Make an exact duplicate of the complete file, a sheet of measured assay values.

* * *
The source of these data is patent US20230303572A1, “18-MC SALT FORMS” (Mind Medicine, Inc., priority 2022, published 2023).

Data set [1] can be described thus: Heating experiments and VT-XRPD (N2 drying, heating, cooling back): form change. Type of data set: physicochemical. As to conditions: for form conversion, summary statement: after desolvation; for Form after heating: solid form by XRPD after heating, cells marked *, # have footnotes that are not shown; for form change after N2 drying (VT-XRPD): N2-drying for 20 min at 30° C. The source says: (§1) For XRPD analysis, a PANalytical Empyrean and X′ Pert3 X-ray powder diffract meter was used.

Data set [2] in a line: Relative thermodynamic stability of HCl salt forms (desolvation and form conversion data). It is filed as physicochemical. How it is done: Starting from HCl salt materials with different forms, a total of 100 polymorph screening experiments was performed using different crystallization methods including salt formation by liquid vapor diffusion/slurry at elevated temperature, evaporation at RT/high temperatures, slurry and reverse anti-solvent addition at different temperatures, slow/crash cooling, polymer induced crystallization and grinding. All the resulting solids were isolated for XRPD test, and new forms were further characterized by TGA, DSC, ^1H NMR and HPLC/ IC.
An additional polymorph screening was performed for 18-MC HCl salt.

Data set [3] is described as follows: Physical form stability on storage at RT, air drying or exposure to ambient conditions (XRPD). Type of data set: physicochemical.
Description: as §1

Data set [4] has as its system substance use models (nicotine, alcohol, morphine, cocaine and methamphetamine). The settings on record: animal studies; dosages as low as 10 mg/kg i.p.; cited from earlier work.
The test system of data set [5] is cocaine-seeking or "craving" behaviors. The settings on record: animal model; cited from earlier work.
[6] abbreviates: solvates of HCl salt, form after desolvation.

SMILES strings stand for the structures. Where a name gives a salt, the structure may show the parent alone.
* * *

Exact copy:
The source of these data is patent US20230303572A1, “18-MC SALT FORMS” (Mind Medicine, Inc., priority 2022, published 2023).

Data set [1] can be described thus: Heating experiments and VT-XRPD (N2 drying, heating, cooling back): form change. Type of data set: physicochemical. As to conditions: for form conversion, summary statement: after desolvation; for Form after heating: solid form by XRPD after heating, cells marked *, # have footnotes that are not shown; for form change after N2 drying (VT-XRPD): N2-drying for 20 min at 30° C. The source says: (§1) For XRPD analysis, a PANalytical Empyrean and X′ Pert3 X-ray powder diffract meter was used.

Data set [2] in a line: Relative thermodynamic stability of HCl salt forms (desolvation and form conversion data). It is filed as physicochemical. How it is done: Starting from HCl salt materials with different forms, a total of 100 polymorph screening experiments was performed using different crystallization methods including salt formation by liquid vapor diffusion/slurry at elevated temperature, evaporation at RT/high temperatures, slurry and reverse anti-solvent addition at different temperatures, slow/crash cooling, polymer induced crystallization and grinding. All the resulting solids were isolated for XRPD test, and new forms were further characterized by TGA, DSC, ^1H NMR and HPLC/ IC.
An additional polymorph screening was performed for 18-MC HCl salt.

Data set [3] is described as follows: Physical form stability on storage at RT, air drying or exposure to ambient conditions (XRPD). Type of data set: physicochemical.
Description: as §1

Data set [4] has as its system substance use models (nicotine, alcohol, morphine, cocaine and methamphetamine). The settings on record: animal studies; dosages as low as 10 mg/kg i.p.; cited from earlier work.
The test system of data set [5] is cocaine-seeking or "craving" behaviors. The settings on record: animal model; cited from earlier work.
[6] abbreviates: solvates of HCl salt, form after desolvation.

SMILES strings stand for the structures. Where a name gives a salt, the structure may show the parent alone.